In October 1918, after some months in transit, Kenneth Lovatt was transferred to the Lamsdorf Prisoner of War Camp, (German occupied Poland).  As will be seen, Kenneth Lovatt was cruelly treated whilst a prisoner of war given only minimal starvation rations and poor health care in circumstances which he understandably found hard to bear.

Kenneth Lovatt died on 5th December 1918, aged 19 yrs, at the Lamsdorf Prisoner of War Camp, less than 3 weeks after the German surrender.  He is buried in the Berlin South Western Cemetery.  

A local newspaper report shortly afterwards comments, “We are sorry to give particulars of the death of one of our brave lads, Pte. Kenneth R Lovatt.  The bereaved father and mother have been anxiously waiting for some definite news of their son and they have been convinced that he died at Lamsdorf Camp on the above date. (5th December 1918).  It has been a great blow to them and we feel sure they have the deepest sympathy of everyone in their great sorrow.  We give a few particulars taken from his diary by one of his chums which has reached his mother.”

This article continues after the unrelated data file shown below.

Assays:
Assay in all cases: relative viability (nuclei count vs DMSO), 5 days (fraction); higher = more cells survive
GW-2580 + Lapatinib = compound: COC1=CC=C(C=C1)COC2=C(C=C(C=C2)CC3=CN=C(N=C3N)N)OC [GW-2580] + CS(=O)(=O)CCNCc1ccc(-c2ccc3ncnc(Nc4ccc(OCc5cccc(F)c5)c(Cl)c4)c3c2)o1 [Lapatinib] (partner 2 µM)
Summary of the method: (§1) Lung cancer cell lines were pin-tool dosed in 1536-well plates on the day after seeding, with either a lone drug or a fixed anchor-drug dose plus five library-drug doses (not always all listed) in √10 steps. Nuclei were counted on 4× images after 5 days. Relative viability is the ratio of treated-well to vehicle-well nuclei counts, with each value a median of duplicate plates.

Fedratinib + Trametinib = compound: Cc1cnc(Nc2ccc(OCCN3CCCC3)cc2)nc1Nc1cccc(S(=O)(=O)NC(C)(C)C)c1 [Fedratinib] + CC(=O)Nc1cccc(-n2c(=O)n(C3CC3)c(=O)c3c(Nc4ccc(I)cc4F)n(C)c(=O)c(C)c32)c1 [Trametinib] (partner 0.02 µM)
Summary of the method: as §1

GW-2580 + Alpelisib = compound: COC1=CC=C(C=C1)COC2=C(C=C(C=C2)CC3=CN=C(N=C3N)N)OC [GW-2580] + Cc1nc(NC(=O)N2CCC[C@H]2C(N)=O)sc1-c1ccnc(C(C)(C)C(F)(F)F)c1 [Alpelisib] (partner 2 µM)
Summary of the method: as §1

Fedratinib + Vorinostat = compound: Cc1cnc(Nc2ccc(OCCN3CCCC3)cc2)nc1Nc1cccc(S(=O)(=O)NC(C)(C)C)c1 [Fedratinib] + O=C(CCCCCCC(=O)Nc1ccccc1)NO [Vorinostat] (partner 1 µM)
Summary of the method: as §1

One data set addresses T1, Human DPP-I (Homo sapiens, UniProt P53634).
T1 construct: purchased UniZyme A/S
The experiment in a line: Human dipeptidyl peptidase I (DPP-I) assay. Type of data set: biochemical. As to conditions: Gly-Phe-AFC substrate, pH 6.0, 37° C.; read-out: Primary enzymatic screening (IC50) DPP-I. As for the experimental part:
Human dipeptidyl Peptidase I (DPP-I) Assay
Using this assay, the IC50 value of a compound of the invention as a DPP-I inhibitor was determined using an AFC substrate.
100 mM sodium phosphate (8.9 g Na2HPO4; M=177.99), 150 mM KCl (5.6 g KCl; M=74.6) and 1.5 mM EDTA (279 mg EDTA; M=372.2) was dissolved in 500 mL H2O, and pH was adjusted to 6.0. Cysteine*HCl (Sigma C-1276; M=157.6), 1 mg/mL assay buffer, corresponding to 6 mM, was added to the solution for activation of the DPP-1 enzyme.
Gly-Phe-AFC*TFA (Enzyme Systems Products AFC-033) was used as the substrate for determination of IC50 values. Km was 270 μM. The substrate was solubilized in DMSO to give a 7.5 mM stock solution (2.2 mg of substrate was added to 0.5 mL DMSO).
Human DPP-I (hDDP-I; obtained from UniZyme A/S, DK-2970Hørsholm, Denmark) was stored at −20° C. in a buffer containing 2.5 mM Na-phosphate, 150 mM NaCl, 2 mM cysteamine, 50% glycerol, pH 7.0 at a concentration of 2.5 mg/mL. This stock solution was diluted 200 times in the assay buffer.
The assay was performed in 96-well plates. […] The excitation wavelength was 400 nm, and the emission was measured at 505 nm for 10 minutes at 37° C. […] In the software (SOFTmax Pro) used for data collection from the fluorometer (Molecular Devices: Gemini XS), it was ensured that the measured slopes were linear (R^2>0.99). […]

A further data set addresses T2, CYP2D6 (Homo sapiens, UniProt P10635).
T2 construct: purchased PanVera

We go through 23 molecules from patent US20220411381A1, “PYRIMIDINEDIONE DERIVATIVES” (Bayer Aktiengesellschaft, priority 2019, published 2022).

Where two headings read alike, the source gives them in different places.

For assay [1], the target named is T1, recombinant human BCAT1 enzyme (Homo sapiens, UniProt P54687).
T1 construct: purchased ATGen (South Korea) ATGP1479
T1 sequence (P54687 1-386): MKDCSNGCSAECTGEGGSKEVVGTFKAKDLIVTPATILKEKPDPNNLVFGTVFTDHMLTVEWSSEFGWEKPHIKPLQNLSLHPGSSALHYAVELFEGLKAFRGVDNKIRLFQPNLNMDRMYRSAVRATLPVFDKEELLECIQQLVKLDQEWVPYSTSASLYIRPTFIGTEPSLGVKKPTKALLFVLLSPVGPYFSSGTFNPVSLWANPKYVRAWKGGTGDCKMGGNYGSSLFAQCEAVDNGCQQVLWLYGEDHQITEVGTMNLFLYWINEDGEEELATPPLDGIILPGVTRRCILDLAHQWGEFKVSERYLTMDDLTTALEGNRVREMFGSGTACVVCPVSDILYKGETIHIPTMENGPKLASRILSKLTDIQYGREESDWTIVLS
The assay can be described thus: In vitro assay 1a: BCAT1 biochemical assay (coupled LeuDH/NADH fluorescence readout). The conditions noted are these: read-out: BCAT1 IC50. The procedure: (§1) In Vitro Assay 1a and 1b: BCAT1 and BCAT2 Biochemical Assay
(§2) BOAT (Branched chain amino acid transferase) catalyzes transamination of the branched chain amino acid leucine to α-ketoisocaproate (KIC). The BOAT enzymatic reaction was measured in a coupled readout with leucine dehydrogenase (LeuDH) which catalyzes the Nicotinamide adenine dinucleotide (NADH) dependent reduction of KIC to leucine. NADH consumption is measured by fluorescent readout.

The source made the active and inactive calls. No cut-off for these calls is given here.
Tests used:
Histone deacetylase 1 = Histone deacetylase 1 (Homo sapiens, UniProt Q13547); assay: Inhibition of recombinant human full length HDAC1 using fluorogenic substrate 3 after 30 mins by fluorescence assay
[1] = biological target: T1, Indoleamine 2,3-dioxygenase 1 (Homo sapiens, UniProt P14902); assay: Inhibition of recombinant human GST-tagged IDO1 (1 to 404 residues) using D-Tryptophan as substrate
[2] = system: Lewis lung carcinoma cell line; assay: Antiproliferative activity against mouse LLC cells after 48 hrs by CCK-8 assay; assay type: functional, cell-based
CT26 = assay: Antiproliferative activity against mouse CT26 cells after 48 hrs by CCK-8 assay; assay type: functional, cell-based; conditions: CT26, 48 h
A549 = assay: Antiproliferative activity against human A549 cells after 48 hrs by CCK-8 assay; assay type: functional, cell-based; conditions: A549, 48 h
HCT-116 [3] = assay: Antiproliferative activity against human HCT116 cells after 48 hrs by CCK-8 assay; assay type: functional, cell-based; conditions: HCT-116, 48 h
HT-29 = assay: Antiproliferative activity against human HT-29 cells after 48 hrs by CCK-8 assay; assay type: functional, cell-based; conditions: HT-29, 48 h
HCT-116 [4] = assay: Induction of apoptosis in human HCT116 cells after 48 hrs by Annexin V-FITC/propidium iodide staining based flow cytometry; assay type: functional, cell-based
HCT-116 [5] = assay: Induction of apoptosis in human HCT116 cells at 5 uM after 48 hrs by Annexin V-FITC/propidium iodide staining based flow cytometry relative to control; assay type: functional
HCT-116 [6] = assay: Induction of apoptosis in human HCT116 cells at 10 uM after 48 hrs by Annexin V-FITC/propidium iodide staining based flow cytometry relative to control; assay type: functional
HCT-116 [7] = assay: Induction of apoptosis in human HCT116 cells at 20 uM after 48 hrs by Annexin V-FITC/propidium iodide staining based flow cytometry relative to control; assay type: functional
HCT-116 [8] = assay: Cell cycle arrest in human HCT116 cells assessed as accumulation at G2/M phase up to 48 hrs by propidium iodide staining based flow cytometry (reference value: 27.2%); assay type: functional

“He was captured at Cormicy on 27th May 1918.  Issued out with blanket, pants and shirt and went to baths; had a haircut and shave: lived mostly on elderberries, snails, potato peelings, frogs and hedgehogs.  Sept 19th – moved from Bazancourt to an awful place; awful conditions; up to the neck in mud, and sleeping in huts not fit for pig styes; no letters or parcels been heard of: fell down in a faint through weakness.  Sept 27th – Boots are worn out and no chance of getting them mended; dinners no thicker than water and bread ration down to about 250 grams and more work to do; 21 men went to hospital in 3 days, all sick men who could walk had to march 6 kilos in pouring rain to see the doctor who looks at your tongue and marks you MD (medicine and duty).  Fainted 3 times in one day and went to hospital at Givet and was very well treated – 6 slices of bread and 3 soups a day.  Left hospital about 16th October and had 6 days journey to Lamsdorf, in German Poland.  400 grams of bread, 3 soups a day, and received half a parcel one week and 2 kilos of biscuits and next week 1½ kilos and an emergency.”